5 July 2016
5 July 2016
At 3500 metres above sea level, Leh is not your average adventure holiday destination.
Apart from it being really difficult to reach, the air is notoriously low on oxygen. So, just walking around its dusty streets can be a challenge, particularly if you’ve just arrived and need to acclimatise. And those that are unprepared or ignore the potential risks of altitude sickness can find it not only an uncomfortable place to be but one that could actually turn out to be fatal.
That being said, if you want to experience authentic Tibetan Buddhist culture, incredible mountain scenery, multi-day high-altitude trekking and some of the highest and most epic road trips on Earth, then Leh really should be on your bucket list of places to visit.
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Leh is the capital of Ladakh, a mountainous region within the state of Jammu & Kashmir (J&K). But unlike Muslim-dominated J&K, the region is predominantly populated by ethnic Tibetans, practising Buddhism.
For roughly six months of the year (between October and March) the town and the two main highway routes connecting it to the rest of India are blanketed with heavy snow and severe sub-zero temperatures. The town is effectively cut off from the rest of the world by road and has to survive on supplies stored during the summer.
Tourism is still possible during this time but you’d need to book one of the infrequent flights from Delhi. Of course, you’d then have to deal with severe cold in addition to conditioning yourself against altitude sickness. Fewer tourists and the potential for thick snow and blue skies is at least appealing!
During the summer months, though, the weather is typically hot and sunny with very little rainfall. In fact, Leh’s cold desert climate is caused by the surrounding Himalayan mountains sheltering it from the monsoon rains which batter most of the country during this time of the year. As a result, domestic Indian tourists now flock there to escape the wet and humid weather further south. And the evidence for this can be seen in the amount of building work currently all over town. New guest houses, hotels, restaurants and the beautification of the town centre are all on-going.
In short, when we visited in May 2016 the town pretty much resembled a building site.
The “beautification” of Leh
But you’re not going to let some roadworks and half-completed hotels put you off are you? Of course not. If you did you’d be missing out on the adventure of a lifetime.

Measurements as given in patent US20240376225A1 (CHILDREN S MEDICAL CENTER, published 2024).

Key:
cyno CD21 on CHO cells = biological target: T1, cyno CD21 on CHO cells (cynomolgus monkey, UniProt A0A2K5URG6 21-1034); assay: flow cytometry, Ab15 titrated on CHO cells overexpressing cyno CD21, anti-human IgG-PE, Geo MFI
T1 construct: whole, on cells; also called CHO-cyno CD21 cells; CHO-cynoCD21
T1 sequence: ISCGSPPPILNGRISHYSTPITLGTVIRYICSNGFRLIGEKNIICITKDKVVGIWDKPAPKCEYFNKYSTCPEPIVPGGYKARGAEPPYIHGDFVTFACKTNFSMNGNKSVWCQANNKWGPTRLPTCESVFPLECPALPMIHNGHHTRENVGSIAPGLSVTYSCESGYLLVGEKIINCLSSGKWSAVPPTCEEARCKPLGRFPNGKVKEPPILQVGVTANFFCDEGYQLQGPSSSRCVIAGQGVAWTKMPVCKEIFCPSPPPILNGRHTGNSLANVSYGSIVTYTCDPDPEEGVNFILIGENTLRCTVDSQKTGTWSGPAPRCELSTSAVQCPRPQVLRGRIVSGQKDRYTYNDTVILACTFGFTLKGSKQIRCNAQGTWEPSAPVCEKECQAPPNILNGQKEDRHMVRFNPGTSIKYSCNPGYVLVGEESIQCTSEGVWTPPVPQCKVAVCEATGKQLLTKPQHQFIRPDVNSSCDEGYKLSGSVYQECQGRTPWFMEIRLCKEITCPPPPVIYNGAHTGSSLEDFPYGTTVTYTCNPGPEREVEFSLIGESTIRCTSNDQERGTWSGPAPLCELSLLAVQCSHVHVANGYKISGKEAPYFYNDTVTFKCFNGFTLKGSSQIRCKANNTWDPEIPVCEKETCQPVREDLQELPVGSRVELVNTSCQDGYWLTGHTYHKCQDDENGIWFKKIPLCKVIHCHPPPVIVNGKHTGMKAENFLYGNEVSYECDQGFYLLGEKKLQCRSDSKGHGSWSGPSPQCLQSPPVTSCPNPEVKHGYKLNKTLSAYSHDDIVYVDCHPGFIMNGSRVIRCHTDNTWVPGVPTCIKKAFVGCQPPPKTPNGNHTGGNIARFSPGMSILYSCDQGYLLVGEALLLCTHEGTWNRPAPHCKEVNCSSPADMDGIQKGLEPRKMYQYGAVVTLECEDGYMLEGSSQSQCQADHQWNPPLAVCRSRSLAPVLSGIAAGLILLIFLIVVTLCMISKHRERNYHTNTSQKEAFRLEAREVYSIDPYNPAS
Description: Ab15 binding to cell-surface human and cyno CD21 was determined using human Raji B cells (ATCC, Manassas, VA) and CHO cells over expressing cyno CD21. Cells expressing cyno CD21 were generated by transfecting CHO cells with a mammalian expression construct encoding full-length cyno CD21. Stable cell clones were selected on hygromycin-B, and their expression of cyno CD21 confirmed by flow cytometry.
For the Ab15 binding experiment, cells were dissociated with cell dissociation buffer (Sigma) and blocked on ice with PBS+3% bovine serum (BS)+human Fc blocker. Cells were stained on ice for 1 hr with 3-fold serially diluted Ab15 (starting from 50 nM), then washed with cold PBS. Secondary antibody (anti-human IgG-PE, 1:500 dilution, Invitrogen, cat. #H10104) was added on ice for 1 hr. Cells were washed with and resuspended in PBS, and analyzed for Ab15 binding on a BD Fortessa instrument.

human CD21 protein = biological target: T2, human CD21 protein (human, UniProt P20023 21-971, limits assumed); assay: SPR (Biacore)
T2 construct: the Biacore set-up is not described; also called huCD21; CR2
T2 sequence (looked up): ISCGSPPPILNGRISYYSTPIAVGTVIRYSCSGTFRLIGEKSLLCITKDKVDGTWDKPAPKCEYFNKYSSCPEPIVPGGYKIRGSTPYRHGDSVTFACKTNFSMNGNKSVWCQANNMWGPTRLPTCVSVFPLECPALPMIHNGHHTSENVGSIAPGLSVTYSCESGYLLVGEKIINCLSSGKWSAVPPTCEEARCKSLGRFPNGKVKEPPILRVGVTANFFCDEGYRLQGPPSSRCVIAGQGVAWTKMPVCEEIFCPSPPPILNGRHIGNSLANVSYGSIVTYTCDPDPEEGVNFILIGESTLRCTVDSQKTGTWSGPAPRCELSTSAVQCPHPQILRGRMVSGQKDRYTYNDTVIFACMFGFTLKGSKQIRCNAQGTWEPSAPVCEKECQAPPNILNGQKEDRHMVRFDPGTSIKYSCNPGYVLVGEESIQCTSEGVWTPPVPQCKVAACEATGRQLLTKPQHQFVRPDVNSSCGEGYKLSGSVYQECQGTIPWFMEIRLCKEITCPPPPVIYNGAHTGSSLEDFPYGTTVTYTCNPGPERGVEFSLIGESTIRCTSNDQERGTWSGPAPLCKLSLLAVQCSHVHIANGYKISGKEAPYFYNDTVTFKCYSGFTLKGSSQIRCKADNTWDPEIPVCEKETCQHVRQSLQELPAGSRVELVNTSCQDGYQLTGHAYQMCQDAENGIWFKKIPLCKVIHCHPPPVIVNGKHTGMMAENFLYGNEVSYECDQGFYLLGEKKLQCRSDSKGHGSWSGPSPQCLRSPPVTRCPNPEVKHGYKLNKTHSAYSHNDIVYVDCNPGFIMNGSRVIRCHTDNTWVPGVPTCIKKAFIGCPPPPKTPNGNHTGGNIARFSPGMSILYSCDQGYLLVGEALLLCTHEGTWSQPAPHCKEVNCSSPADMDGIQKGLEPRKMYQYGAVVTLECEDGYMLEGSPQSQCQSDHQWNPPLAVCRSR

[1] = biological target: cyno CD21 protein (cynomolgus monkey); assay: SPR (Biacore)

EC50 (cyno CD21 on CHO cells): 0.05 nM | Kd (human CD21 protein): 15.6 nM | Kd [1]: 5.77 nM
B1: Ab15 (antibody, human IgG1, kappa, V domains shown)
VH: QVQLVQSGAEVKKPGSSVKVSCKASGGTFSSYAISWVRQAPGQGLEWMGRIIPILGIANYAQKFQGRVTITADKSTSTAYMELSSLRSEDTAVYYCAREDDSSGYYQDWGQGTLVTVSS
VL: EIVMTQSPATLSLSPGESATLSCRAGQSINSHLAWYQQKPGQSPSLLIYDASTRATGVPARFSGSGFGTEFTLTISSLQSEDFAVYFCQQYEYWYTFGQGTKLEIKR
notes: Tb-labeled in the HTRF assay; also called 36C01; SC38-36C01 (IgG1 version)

For instance, you can spend time exploring the wonders of Ladakh in a shared taxi or on a jeep safari. You’ll see travel agents all over town offering taxis to share for up to five people to the likes of the sublime lake of Pangong Tso and the two-day return journey over the world’s highest mountain road to the Nubra Valley and the Balti village of Turtuk. These two trips, in particular, shouldn’t be missed.
Plenty of people come to Ladakh to go high-altitude trekking, too. It was something I’d planned on doing but, to be honest, I struggled enough walking around town in the oxygen-lite air. Having spoken to other travellers, though, there are some pretty incredible multi-day treks to be had. The nearby Markha Valley, where you can experience high mountain passes, ancient monasteries and remote village life, is particularly recommended. Again, there are plenty of local travel agents to arrange these through so no need to book ahead.
If meditation interests you then you might want to visit the Mahabodhi International Meditation Centre. It’s situated a few kilometres out of town and offers residential and day-only courses June to September. Frustratingly for us, we were there in May so we can’t comment on the experience ourselves.
However, one thing you MUST do when you arrive is acclimatising to the altitude BEFORE you go off exploring. Particularly if you’ve arrived by air. That means taking it very easy for the first couple of days as your body gets used to the conditions. If you don’t you run the risk of developing altitude sickness, which in its severe form can be life-threatening. Indeed, you might want to review this well-written article on altitude sickness to properly understand how it affects you and what you can do to avoid it.
Here are some of the highlights in and around Leh that are definitely worth visiting…
Perched on a hill overlooking Leh, the stupa was built as recently as 1991 by Japanese monks as part of the Peace Pagoda mission. The easy way to get there is by bike or car to the parking area. But for a more lung-busting option, there’s a steep climb up a series of 500 steps. Which is the route I took.
Once you’re there, and as you circumnavigate it clockwise, you can immediately appreciate its scale. Its brilliant white dome and colourful artwork provide a stunning contrast against the blue sky and barren mountains. A place to stop and sit, reflect on what it represents and just enjoy the quiet and stillness.
Unless there’s a minibus of tourists who’ve just pulled up in the car park.
While I was there, a group of volunteers were touching up some of the stupa artwork. Clearly an indicator of how much it’s susceptible to the harsh winter weather.
And then, of course, there are the views. My god, the views.
Not only can you see Leh below, but the Royal Palace and Tsemo Fort are also in view. The really killer panoramas, though are across the Indus Valley to the Stok Mountain Range. Just breathtaking.